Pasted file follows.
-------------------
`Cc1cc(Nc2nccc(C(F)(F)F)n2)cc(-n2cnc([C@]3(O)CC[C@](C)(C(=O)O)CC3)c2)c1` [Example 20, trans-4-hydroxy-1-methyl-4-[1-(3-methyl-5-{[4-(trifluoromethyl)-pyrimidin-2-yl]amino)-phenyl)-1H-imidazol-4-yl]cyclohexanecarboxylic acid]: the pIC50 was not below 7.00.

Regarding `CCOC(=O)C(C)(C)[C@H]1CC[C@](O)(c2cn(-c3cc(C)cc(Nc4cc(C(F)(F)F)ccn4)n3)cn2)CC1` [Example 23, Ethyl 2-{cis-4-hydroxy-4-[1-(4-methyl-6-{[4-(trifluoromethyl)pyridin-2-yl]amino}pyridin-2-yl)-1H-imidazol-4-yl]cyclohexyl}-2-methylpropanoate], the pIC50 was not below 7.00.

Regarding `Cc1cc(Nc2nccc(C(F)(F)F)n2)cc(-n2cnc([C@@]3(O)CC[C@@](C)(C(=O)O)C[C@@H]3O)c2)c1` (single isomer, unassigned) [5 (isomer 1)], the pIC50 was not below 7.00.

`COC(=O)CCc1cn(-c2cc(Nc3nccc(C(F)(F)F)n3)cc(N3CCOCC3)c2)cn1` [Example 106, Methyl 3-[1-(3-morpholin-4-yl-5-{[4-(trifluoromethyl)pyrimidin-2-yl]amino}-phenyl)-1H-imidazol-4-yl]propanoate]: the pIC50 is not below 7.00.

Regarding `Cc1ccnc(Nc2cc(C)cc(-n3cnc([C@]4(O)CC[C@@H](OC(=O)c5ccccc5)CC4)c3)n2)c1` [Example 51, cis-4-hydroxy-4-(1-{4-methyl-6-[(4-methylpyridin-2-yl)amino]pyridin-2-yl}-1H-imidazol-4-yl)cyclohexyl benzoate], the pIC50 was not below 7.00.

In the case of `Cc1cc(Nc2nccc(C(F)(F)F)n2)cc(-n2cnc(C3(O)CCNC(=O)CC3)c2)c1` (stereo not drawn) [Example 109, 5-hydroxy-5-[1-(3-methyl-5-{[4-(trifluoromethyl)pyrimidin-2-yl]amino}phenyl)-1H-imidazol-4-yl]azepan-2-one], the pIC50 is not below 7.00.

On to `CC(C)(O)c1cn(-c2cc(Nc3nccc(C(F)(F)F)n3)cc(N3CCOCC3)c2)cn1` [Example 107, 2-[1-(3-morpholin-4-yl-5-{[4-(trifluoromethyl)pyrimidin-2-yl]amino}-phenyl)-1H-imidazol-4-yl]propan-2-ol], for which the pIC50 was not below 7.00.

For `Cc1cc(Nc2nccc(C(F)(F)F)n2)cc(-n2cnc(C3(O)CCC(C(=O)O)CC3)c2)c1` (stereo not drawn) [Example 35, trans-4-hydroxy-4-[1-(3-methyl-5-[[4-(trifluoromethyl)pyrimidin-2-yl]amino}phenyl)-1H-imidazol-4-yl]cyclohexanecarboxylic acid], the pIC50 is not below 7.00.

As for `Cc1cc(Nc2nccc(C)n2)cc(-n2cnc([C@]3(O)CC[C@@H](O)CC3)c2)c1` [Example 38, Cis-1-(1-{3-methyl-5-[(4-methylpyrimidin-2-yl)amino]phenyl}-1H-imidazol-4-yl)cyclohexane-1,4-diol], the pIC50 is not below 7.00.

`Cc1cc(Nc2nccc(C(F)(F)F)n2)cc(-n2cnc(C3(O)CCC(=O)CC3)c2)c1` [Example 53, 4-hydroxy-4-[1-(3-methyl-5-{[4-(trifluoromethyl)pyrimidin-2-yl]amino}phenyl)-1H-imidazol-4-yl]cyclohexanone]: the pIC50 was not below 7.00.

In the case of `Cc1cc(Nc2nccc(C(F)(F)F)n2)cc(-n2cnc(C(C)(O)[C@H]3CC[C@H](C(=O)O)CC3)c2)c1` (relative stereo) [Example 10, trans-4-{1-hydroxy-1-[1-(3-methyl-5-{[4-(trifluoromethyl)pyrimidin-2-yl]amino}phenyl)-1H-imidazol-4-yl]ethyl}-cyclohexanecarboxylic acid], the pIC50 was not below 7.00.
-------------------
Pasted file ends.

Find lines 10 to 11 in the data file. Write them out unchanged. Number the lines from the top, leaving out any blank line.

`Cc1cc(Nc2nccc(C(F)(F)F)n2)cc(-n2cnc(C3(O)CCC(=O)CC3)c2)c1` [Example 53, 4-hydroxy-4-[1-(3-methyl-5-{[4-(trifluoromethyl)pyrimidin-2-yl]amino}phenyl)-1H-imidazol-4-yl]cyclohexanone]: the pIC50 was not below 7.00.

In the case of `Cc1cc(Nc2nccc(C(F)(F)F)n2)cc(-n2cnc(C(C)(O)[C@H]3CC[C@H](C(=O)O)CC3)c2)c1` (relative stereo) [Example 10, trans-4-{1-hydroxy-1-[1-(3-methyl-5-{[4-(trifluoromethyl)pyrimidin-2-yl]amino}phenyl)-1H-imidazol-4-yl]ethyl}-cyclohexanecarboxylic acid], the pIC50 was not below 7.00.